Park Theatre

848 Park Avenue,
Cranston, RI 02910

Unfavorite 4 people favorited this theater

Park Theatre in 2005

The Park Theatre was opened by 1926. The former Park Cinema in Cranston became a triplex that closed in February 2001. In 2004 it was being renovated and the triplexing was being undone, to be one theatre auditorium again. The plan was to have a live dinner-theatre with a cafe. The Park Theatre was expected to open in Summer 2004, but that didn’t happen until the Fall of 2009. It now presents live performances.

Contributed by Roger Katz

Recent comments (view all 48 comments)

mp775 on May 4, 2010 at 7:15 am

Licenses may be revoked in three months if the Park and adjacent 848 Martini Lounge fail to control violence and noise:

Providence Journal

Gerald A. DeLuca
Gerald A. DeLuca on June 16, 2010 at 5:43 am

Item in Boxoffice magazine, August 22, 1953.

“Peter R. Nelson, one of the best-known and well-loved showmen in the state, recently died at the age of 76. Nelson was at various times owner of the old Auburn Theatre and the Park in Cranston. At one time he also was associated in the operation of the old Bijou in Providence and the Royal in Olneyville. Entering the theatre business in 1920, he operated the Auburn for three years before selling his interests to the Park Theatre Corp., of which he remained a partner until 1936 During the period from 1933 to 1936 he operated the Park. For more than 30 years he also operated a store in the Park Theatre building, retiring in 1951 because of his health.”

Gerald A. DeLuca
Gerald A. DeLuca on June 21, 2010 at 4:45 am

From Boxoffice magazine, February 4, 1956:

“In the most extensive cooperation promotion ever seen in this area, 14 Providence and nearby houses used record-breaking newspaper advertising space in heralding the joint premiere of "The Day the World Ended” and “Phantom from 10,000 Leagues.” Virtually taking over the amusement pages of the local press for several days, the following houses united in the ad: Elmwood, Hope, Uptown, Liberty, Castle, all in this city; Community, Centredale; Strand, Pawtucket; Union, Attleboro; Hollywood, East Providence; Palace, Cranston; Community, Wakefield; Park, Auburn; Palace, Arctic and Stadium, Woonsocket. A brief checkup of local houses indicated that opening days were solid."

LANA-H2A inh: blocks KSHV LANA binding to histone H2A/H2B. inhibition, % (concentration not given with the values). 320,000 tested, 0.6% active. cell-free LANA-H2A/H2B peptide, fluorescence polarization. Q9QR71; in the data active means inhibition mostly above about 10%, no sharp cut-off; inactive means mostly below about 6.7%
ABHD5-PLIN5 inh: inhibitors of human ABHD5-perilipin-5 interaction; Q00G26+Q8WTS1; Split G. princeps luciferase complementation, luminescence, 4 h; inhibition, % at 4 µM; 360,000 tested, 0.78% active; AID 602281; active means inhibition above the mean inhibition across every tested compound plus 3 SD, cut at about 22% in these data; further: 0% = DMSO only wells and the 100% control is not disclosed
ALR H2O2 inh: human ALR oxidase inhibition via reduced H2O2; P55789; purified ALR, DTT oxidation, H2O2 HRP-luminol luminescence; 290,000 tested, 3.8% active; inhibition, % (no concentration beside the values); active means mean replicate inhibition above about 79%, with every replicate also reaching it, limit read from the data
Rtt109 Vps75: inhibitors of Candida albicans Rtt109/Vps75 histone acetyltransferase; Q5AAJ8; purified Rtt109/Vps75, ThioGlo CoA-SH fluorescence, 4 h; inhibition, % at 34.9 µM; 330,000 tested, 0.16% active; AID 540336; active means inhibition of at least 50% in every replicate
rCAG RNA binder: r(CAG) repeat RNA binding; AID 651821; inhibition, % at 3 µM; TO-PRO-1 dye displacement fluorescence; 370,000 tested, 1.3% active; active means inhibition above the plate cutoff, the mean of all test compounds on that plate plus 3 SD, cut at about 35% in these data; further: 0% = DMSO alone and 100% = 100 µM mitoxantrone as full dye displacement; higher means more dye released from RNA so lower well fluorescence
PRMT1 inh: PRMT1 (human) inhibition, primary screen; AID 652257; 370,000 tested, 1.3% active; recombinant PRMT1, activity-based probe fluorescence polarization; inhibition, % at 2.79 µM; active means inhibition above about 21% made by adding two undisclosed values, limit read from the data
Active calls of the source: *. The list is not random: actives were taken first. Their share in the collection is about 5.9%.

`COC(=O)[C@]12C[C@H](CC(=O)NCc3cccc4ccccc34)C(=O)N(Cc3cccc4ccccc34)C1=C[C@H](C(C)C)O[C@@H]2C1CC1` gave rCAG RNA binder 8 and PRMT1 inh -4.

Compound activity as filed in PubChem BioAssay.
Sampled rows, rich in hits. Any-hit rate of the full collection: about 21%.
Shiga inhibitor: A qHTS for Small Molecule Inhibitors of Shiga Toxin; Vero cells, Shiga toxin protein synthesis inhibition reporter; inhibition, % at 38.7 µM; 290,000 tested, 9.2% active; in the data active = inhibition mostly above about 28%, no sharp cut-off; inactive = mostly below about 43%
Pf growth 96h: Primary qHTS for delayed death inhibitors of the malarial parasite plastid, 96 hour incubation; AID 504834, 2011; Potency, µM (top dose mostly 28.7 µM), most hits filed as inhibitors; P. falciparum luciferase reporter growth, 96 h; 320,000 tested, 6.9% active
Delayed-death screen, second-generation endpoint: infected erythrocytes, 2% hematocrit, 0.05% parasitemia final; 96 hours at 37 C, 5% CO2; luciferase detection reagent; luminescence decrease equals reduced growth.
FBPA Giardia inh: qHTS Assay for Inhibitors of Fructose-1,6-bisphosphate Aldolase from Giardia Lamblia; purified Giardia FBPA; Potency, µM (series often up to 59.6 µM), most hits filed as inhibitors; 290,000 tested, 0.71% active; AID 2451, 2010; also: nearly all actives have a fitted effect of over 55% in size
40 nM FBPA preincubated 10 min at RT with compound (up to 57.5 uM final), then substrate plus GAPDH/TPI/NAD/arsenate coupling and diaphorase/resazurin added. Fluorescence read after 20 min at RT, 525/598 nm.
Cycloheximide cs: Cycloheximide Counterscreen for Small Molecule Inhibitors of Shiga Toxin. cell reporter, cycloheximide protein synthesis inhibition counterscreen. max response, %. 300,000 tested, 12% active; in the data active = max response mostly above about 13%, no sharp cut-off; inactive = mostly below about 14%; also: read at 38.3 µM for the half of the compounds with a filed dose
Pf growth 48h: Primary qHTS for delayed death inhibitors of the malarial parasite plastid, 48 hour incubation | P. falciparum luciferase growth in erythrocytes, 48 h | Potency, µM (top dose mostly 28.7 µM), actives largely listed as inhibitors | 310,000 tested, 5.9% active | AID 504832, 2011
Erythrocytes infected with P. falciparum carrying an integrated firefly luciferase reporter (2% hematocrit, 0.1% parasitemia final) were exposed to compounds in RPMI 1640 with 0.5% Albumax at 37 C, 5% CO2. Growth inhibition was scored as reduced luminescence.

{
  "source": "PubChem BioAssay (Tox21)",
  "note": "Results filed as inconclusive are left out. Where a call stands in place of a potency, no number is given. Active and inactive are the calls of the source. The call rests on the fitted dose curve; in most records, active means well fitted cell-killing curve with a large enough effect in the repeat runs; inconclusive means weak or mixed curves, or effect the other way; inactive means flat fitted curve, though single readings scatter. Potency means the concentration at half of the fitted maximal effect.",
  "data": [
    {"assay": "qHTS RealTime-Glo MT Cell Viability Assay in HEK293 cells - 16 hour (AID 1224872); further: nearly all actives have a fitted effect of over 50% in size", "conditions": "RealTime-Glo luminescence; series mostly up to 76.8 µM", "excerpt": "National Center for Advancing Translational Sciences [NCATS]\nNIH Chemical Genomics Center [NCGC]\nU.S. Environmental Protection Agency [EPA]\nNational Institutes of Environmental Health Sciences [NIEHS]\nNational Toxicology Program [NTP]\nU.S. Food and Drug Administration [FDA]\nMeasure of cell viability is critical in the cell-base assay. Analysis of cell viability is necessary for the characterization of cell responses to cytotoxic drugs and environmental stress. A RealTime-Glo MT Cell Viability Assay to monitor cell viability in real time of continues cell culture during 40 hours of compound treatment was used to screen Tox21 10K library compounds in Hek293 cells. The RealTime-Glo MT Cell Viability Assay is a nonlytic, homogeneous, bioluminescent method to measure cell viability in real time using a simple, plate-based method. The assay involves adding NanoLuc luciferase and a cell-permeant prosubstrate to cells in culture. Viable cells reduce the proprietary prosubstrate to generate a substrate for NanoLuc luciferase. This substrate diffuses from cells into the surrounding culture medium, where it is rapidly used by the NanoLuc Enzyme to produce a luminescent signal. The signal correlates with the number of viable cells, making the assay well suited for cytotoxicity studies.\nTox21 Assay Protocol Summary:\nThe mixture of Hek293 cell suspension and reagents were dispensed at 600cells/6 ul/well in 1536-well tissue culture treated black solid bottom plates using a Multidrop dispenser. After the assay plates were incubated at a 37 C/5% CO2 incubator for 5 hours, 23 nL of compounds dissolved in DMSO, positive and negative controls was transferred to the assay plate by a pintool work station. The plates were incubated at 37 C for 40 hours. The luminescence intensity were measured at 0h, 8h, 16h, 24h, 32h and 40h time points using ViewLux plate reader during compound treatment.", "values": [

spectrum on December 15, 2010 at 6:50 pm

Their new webpage at: has a nice photo gallery of interior and exterior shots. The auditorium is all modern in style, but the layout is fairly traditional. And the priscenium arch is a nice classical touch, all varnished wood in a simple but traditional style.

Gerald A. DeLuca
Gerald A. DeLuca on January 15, 2011 at 4:47 am

In September 1926, this theatre was part of the eleven-theatre Celebrate Paramount Week.
Newspaper ad.

irishcine on March 30, 2012 at 1:29 am

An interesting article with several photos concerning the Park Theatre.

rfarebrother on September 2, 2013 at 6:10 pm

It’s nice but the live performances are a bit more than I am willing to pay.The average price is $35 a seat. It would be nice if they showed movies again.

RoyRossi on July 10, 2016 at 9:20 pm

My Rocky Horror records show the closing date before renovations as Feb, 2001 rather than the 2002 posted above. We were doing the show there for a year. One night, in Feb, 2001, we were told it was suddenly closing and we had to evacuate our props right after the show.

JimmyP on August 17, 2017 at 10:56 am

I worked here as an usher from July1987 to May1990. Great memories! I was friends with the projectionist who taught me a lot about film history. He owned a 35mm print of the James Bond film “On her majesty’s secret service” We watched it late one weekend after the last show ended. He also had a reel of trailers spliced together. I still have a giant 70mm reel I found in a storage room as well as several posters.

You must login before making a comment.

New Comment

Subscribe Want to be emailed when a new comment is posted about this theater?
Just login to your account and subscribe to this theater